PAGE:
Over the years, I’ve written thousands of intricate to-do lists. Throughout this moving process, I’ve found hundreds of them. Most are done. The remainder were impossible to do in one day, so they remained incomplete. Unless you’re keeping them organized for a comprehensive list of what you’ve been accomplishing daily, trash, recycle, or archive them! I think that we should instead prioritize tasks based on how relevant they are today, rather than they were yesterday.
I’ve spent weeks recycling old projects. These were time-sensitive, context-specific, or otherwise projects I procrastinated on and now they’re in the recycle bin. It’s unfortunate. Some of these ideas were cool, but now that I’m moving and focusing my life’s interests, there’s no point in experimentally building any of these now. I am becoming more careful about auditing my excitement over starting new projects. I won’t loaf over completing boring, old projects. Complete or scrap!
In order to do this, I must first do that. In order to do that, I must first do… everything. These sorts of distracting dependencies, especially when we don’t have a structure for executing certain plans, have probably been my biggest source of clutter. Even last night, I bought a coffee grinder, but in order to use it, I must first read how to use it. But, wait! The weather is good, so let me…
It’s easy to procrastinate without a structure. If there is too much ambiguity over what needs to happen next, then we pick the path of least resistance to pleasure. I have four tasks I still need to do this morning, but because it wasn’t clear how to proceed with any of them, I noticed I was about to set off several procrastinative traps. With a structure like this, it’s easier working on projects than procrastinating.
For larger projects, I’ll tackle the “next important task” first. If sequentiality is ambiguous, I’ll tackle any easy task. Moving everything out of a hoarding abode is tricky because things will accumulate randomly without curation. Rather than just moving clutter from one area to the next, I’m focusing on critiquing each object and collection, starting with the easiest stuff: recycle the near garbage once collected for potential art/troubleshooting projects and sell or store videogame collections.
Nothing is more frustrating creatively than being unable to execute upon your imagination. You might perfectly envision something while laying half-asleep in bed, yet when you ready your tools, something doesn’t translate! The writing’s flat, drawing’s weird, or project’s just not progressing. How do you fix that? For my development of “The Story,” it’s simple: don’t give up! Keep writing/working, worldbuilding/developing, and planning on what’s easy, constantly working on harder material, until it’s all natural!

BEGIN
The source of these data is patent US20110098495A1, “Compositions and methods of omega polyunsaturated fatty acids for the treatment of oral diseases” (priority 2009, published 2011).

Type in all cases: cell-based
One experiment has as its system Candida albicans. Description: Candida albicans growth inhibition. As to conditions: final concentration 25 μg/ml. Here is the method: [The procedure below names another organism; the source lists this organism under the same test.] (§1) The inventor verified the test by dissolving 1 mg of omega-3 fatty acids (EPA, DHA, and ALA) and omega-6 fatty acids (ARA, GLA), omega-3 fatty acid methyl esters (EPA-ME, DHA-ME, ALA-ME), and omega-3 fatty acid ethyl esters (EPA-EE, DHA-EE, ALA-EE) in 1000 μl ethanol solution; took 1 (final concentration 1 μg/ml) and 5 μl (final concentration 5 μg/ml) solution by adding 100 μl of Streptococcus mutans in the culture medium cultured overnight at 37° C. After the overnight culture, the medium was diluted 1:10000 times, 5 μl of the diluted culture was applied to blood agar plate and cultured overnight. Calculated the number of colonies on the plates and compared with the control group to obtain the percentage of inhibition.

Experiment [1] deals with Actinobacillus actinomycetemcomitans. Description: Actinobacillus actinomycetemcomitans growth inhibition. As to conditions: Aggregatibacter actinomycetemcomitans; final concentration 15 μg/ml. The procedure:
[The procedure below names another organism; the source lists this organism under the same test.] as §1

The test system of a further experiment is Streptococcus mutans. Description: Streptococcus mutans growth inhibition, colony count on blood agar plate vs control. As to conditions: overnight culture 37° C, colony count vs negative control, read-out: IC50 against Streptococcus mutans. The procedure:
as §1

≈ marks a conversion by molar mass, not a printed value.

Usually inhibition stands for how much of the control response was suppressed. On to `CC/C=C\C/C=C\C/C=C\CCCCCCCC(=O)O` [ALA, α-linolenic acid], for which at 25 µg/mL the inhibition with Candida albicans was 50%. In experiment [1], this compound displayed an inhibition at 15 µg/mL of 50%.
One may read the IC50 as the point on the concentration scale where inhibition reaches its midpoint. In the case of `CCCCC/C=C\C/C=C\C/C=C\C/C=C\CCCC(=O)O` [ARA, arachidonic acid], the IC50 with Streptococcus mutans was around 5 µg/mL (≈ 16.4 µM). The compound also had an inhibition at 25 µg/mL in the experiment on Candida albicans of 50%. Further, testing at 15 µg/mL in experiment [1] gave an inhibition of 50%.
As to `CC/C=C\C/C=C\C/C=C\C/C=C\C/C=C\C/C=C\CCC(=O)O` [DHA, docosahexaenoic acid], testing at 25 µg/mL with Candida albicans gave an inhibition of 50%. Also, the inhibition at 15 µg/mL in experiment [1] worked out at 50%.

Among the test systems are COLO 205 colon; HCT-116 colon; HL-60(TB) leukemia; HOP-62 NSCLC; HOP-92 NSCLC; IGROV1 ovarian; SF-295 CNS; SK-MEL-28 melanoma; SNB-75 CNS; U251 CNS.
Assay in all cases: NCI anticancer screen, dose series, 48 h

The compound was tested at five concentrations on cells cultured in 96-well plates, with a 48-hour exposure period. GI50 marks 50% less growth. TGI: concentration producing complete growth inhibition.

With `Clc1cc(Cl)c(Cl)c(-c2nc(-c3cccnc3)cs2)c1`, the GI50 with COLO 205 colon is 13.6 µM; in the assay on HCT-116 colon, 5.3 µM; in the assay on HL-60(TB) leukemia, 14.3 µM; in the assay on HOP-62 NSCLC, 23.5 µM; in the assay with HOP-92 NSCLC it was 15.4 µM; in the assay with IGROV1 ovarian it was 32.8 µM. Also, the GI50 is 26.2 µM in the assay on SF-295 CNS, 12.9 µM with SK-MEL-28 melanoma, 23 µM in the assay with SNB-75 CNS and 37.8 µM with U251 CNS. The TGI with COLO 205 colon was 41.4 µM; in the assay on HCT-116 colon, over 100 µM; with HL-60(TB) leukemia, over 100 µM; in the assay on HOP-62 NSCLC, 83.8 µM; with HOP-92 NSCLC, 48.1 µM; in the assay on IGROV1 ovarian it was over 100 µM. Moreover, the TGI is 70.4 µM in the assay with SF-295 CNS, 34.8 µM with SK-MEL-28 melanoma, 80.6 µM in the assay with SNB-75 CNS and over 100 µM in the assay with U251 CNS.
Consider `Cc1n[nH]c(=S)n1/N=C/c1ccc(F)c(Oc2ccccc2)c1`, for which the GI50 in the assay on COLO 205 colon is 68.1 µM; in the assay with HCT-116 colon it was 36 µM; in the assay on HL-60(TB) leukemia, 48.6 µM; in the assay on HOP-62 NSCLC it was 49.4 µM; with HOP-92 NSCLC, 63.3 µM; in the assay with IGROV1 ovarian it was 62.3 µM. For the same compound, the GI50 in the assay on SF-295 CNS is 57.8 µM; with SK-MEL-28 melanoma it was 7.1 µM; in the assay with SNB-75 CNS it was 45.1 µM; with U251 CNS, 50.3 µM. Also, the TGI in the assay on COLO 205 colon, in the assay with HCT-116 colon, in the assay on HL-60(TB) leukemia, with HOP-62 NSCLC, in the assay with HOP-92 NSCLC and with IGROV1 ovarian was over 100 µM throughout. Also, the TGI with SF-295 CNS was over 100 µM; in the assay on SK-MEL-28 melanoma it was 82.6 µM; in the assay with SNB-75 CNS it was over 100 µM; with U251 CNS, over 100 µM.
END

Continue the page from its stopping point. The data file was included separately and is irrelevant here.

Spoiler Warning Scale: None (brainstorming tactics) WANNA CONSIDER WHY YOU SHOULD BALANCE SMALLER AND LARGER PROJECTS? AND WHY YOU SHOULD GO THE DISTANCE WITH YOUR PROJECT? CLICK HERE TO KEEP ON READING!
Instead of highlighting my favorite Top 10 of the past 70 essays, let’s focus on how you can replicate what I’ve learned! It’s all structure and consistency. Once you’ve built a structure you can use when you have spare time to invest and have honed your discipline to remain consistent, it’s possible to succeed. Before explaining those details, here are 4 WordPress shout-outs to new subscribers, likers, and commenters: Pam Gaines, Defining Yellow, Fractured Faith Blog, and Dawn!
If “The Story” is my writing end goal, why distract myself with so much? The rowing makes sense because it’s good to be healthy. Why not compress it down? Spend that time studying fiction? Read the classics? Take classes, write drafts, send them out for criticism, revise, and learn the craft? Well, the thing about John (left) and Trishna (right) is that they’re two shades of our reality spectrum, and their story references it all.
There’s a gag in New Game!, a cute-girls-doing-cute-things anime about videogame development, where director Shizuku (right) presents whimsically unreasonable change requests to chief programmer Umiko (center). It’s amusing, until you’ve worked enough gigs where customers innocently request major changes even after deadline. Then, you empathize with Umiko. Some adjustments are fine. When seemingly-innocent requests actually require extensive research, dev-time, and rewrites, the customer isn’t always right. Showing these career nuances makes watching New Game! worthwhile.
Season 1: ★★★★☆ [4/5]
Season 2: ★★★☆☆ [3/5]
(Highlight to reveal spoilers: Like this!)
WANNA GET YOUR CURIOSITY PIQUED FOR A PRETTY GOOD SHOW? CLICK HERE TO KEEP ON READING!
Passing another year of sobriety- five years in March– let’s consider how the Gig Life has both reassured and risked that progress. The biggest aid is that I’m almost legally prevented from getting too invested in any gig; I’d have to bill for that time. The biggest ailment is the grit that comes from jumping into projects in the yellow or red. Contractors are never needed when big projects or workloads are in the green.